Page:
Bottom Line: Watsa’s bite of rotten fruit may be too big

 
Elizabeth Fournier

IT SHOULD have been obvious. Six weeks ago, as Blackberry launched a strategic review, Prem Watsa stepped down from the board.

The Fairfax chief executive cited conflicts of interest, but said his investment firm had no intention of selling its shares.

Yesterday he made good on that promise – and then some – offering $9 per share for the 90 per cent of BlackBerry he doesn’t already own.

It’s a miniscule premium to Friday’s close and a pittance compared to the highs of C$137 they hit back in 2008, but it’s a lifeline – and if anyone knows how to throw them its Watsa.

This is the man – nicknamed Canada’s Warren Buffett – who doubled his investment on a nine per cent stake in Bank of Ireland. The man who threw money into credit default swaps in the early 2000s, consistently dragging down profits only to rake in billions when the US mortgage industry collapsed.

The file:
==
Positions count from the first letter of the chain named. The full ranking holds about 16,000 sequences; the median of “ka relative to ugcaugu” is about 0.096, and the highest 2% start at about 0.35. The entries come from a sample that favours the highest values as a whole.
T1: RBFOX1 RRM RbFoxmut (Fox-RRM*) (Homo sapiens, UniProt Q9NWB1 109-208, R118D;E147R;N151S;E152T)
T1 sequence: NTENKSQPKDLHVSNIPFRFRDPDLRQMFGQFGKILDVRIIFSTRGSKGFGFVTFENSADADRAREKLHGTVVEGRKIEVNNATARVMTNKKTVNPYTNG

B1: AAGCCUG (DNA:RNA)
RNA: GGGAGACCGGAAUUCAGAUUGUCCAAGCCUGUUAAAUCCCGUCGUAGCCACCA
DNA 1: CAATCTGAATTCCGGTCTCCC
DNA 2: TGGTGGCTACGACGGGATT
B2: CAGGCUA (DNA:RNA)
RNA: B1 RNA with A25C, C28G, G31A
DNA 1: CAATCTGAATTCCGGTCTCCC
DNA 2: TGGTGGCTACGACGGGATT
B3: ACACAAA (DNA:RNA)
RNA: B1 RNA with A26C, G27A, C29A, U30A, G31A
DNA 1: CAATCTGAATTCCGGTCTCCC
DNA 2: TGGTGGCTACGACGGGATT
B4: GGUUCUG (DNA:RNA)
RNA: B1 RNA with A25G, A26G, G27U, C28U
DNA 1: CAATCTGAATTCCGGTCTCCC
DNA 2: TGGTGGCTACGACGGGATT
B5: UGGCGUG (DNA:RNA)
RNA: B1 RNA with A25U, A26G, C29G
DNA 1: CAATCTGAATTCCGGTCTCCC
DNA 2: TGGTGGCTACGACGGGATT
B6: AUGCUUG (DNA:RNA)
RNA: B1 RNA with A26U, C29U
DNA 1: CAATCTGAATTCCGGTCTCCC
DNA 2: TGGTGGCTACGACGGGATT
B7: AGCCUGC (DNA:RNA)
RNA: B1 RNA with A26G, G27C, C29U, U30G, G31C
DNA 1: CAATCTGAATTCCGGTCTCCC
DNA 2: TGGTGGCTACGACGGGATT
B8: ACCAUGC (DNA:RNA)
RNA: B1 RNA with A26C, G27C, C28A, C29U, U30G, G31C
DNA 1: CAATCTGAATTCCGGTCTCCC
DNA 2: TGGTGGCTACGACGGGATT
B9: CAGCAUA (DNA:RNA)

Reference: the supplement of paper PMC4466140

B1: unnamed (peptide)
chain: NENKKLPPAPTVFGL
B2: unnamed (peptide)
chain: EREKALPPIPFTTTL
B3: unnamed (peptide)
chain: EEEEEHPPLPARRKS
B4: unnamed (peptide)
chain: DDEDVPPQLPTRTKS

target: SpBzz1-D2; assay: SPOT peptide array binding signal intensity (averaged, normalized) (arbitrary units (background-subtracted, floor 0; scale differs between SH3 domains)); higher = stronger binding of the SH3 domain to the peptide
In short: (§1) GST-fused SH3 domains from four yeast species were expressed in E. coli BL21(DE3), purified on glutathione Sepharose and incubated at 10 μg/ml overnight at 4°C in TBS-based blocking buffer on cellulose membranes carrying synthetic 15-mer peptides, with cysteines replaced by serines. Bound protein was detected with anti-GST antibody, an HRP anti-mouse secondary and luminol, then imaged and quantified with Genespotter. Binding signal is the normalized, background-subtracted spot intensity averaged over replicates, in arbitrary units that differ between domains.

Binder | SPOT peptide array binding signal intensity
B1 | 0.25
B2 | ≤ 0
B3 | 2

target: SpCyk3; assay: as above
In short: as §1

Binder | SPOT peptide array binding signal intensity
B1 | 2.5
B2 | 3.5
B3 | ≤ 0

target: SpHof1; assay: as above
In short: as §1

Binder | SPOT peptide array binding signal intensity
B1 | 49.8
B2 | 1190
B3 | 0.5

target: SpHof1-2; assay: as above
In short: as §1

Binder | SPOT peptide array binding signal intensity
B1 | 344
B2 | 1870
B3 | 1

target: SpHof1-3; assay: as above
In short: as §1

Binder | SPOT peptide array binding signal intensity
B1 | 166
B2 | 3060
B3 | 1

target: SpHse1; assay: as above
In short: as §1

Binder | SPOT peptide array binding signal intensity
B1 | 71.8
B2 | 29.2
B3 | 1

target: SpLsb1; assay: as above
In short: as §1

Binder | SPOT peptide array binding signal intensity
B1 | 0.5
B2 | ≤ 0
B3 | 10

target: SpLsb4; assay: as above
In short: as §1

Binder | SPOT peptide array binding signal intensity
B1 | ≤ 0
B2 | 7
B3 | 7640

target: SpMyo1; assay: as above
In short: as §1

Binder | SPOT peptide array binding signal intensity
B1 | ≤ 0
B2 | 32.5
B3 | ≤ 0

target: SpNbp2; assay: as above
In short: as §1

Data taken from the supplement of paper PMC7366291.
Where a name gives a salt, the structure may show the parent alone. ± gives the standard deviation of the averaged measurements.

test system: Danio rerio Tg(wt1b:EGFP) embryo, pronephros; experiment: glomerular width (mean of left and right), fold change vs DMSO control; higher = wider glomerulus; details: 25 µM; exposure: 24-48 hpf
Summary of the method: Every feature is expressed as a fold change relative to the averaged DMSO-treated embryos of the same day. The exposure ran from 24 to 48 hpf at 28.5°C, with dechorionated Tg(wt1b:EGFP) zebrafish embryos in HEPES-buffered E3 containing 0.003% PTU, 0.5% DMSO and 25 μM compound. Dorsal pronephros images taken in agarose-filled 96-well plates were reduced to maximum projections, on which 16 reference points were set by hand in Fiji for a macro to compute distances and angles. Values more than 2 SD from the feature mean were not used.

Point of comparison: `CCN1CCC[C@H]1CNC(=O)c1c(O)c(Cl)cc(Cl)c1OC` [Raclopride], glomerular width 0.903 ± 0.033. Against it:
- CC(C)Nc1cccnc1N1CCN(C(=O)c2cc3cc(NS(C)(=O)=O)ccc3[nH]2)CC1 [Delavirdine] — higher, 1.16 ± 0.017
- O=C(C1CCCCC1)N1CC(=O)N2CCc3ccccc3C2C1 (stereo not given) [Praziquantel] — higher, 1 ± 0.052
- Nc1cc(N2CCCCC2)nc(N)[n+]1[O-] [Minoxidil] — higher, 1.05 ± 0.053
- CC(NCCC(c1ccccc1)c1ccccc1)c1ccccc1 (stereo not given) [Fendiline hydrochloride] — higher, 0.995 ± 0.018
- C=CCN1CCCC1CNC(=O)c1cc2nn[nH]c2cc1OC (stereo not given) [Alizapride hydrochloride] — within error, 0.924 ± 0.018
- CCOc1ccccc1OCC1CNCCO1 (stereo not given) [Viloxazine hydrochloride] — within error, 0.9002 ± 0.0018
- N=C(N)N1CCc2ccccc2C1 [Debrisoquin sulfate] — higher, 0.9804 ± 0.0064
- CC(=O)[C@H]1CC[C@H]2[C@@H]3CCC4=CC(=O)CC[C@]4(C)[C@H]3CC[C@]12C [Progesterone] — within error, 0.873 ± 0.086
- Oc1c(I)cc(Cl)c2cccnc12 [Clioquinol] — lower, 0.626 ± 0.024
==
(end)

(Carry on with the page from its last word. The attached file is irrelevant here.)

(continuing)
But can he take on tech giants like Apple and Samsung, who’ve been steadily winning market share from the once-dominant email giant ever since 2010?

Even for Watsa, who admitted last year it could take four to five years to turn around Blackberry, it might be a leap too far.